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Posted 09 October 2004 - 10:48 AM

On the topic of the poll - I voted not at all, because ideally, in a secular state, all decisions and bills ought to be passed on secular grounds.

This is not to say that religious beliefs hold no sway - I am certain some people do vote in line with the teachings of their religion.  I also believe that religious and secular rationale have to be necessarily mutually exclusive.

To touch extremely briefly on a hot button issue in this thread - I think it's perfectly logical for both a secular person and a religious person to be, on some level, morally opposed to most forms of abortion on the grounds of value of human life - the language they use to express that value system may be different, but at the core, it's a value statement.

It becomes difficult when a politician begins to use religiously charged language in a secular forum - are they making religion a part of the debate?  I'm still undecided on that.  Part of me wonders how much of it is a language issue (ie. the way they're most comfortable expressing their rationale) and how much of it is truly trying to enforce a religious stance onto a secular proceeding.

I have no problems with a religious head of state, so long as they do not attempt to infringe on the religious/non-religious life of others.

#25 Bouree57

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Posted 09 October 2004 - 08:32 PM

Bold enhancements are mine and should answer your questions Specs.

Quote

CHAPTER 74--PARTIAL-BIRTH ABORTIONS

`Sec.

`1531. Partial-birth abortions prohibited.

`Sec. 1531. Partial-birth abortions prohibited

`(a) Any physician who, in or affecting interstate or foreign commerce, knowingly performs a partial-birth abortion and thereby kills a human fetus shall be fined under this title or imprisoned not more than 2 years, or both. This subsection does not apply to a partial-birth abortion that is necessary to save the life of a mother whose life is endangered by a physical disorder, physical illness, or physical injury, including a life-endangering physical condition caused by or arising from the pregnancy itself. This subsection takes effect 1 day after the enactment.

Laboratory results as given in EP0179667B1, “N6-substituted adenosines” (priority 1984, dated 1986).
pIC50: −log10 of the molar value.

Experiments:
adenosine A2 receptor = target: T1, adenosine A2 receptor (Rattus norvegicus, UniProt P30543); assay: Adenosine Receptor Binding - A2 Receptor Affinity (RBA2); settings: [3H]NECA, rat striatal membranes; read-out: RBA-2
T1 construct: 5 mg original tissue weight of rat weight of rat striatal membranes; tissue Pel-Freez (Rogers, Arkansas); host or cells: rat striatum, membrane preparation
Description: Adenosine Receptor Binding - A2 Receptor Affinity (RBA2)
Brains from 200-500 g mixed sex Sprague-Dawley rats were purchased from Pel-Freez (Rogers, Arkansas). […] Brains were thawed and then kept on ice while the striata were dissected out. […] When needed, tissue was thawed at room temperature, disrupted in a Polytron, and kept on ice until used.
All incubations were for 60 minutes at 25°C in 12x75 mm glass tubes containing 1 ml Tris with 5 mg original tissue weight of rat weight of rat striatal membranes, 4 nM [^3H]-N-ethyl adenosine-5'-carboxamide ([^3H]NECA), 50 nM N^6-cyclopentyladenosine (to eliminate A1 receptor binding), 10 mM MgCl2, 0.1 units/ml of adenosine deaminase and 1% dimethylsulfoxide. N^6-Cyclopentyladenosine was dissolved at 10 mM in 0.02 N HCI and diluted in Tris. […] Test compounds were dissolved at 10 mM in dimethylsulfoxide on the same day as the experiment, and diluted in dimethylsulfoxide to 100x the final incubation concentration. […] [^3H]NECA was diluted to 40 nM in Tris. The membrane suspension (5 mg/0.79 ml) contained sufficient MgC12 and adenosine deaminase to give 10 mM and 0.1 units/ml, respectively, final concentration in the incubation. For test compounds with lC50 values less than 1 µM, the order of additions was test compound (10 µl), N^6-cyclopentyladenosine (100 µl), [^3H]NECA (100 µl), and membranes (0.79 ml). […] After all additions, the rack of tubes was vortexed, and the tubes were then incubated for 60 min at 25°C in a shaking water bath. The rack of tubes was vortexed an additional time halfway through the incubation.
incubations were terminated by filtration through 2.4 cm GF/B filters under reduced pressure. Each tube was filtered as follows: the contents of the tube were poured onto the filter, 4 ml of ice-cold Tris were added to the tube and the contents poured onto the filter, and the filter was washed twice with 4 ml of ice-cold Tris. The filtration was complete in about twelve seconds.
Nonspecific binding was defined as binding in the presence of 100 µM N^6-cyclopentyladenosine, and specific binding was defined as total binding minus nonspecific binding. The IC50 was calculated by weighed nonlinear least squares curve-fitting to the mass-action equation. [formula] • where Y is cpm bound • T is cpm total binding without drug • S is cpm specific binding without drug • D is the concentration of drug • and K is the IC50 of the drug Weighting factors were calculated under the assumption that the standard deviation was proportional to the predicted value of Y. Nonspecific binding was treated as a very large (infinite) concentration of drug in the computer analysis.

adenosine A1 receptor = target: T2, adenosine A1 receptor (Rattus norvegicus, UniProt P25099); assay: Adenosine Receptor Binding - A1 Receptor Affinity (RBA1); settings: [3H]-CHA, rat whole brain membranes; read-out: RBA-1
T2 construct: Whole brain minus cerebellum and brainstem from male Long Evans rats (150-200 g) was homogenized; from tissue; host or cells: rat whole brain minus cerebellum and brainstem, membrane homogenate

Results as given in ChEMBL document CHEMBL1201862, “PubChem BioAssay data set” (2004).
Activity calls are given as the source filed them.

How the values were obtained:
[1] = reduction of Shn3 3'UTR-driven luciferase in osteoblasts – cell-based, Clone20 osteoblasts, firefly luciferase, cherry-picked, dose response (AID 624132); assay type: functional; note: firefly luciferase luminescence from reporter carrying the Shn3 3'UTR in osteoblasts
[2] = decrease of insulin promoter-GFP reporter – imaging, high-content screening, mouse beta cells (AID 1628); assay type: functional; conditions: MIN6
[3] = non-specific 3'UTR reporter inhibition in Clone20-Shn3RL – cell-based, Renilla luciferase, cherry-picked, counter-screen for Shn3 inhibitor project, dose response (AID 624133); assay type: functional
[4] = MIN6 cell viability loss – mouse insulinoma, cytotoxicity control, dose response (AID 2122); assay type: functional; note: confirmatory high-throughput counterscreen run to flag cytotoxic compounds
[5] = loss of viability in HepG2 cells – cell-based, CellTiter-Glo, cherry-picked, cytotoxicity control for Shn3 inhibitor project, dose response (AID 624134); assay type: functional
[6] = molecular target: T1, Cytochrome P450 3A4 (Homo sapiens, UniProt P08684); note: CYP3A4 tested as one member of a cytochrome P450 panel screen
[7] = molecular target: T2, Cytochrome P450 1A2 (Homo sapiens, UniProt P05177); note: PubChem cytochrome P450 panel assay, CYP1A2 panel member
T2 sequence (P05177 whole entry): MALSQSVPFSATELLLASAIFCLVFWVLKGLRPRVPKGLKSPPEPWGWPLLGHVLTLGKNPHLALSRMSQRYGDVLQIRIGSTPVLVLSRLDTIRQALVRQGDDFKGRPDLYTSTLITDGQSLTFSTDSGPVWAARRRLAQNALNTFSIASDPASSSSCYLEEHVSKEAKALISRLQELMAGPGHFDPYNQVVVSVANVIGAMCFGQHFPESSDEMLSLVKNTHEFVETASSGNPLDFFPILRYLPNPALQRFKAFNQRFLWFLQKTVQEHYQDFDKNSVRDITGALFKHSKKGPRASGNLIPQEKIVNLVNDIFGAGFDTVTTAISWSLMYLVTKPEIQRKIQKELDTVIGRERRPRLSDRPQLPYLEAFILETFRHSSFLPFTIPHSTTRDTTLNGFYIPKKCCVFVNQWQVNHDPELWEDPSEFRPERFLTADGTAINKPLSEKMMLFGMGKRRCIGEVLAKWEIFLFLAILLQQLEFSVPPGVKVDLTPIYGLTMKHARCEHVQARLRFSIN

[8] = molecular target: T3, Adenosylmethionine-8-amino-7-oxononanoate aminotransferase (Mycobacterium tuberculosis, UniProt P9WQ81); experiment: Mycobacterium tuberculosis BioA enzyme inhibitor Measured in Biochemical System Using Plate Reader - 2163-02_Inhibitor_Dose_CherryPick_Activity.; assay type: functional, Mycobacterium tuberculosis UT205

The link included in the quote of my post didn't work but I went back to the original link and managed to get there. I'm not sure why it didn't work. But whatever. :eh:

In any case, in the cases where it's necessary to perform a partial-birth abortion for the safety of the mother, it's because a full-term pregnancy puts her at risk or a greater risk.

But all those sections you quoted are why Congress felt the need for the ban in the first place.

-- B

edit to say that it's probably a full term pregnancy that puts the mother at risk.

Edited by Bouree57, 09 October 2004 - 08:37 PM.

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#26 Spectacles

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Posted 09 October 2004 - 08:40 PM

Ah! Thanks, Bouree. I could have sworn I read the whole thing, but like a ninny I missed the key part that I was wondering about.

Looks like Kerry was wrong about there not being a provision for cases in which the mother's life in endangered by late-term pregnancy. He's fair game on that point, then.
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#27 Bouree57

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Posted 09 October 2004 - 08:44 PM

Spectacles, on Oct 9 2004, 08:40 PM, said:

Ah! Thanks, Bouree. I could have sworn I read the whole thing, but like a ninny I missed the key part that I was wondering about.

Looks like Kerry was wrong about there not being a provision for cases in which the mother's life in endangered by late-term pregnancy. He's fair game on that point, then.
You're quite welcome.  :D

A politican caught up in spin?  :hehe:  It happens. On both sides of the fence. They need better researchers.

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I may make you feel but I can't make you think.
(from Thick as a Brick, Jethro Tull)

He who made kittens put snakes in the grass.
He's a lover of life but a player of pawns.
(from Bungle in the Jungle--War Child, JT)

#28 Nonny

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Posted 09 October 2004 - 10:35 PM

G1223, on Oct 9 2004, 02:34 AM, said: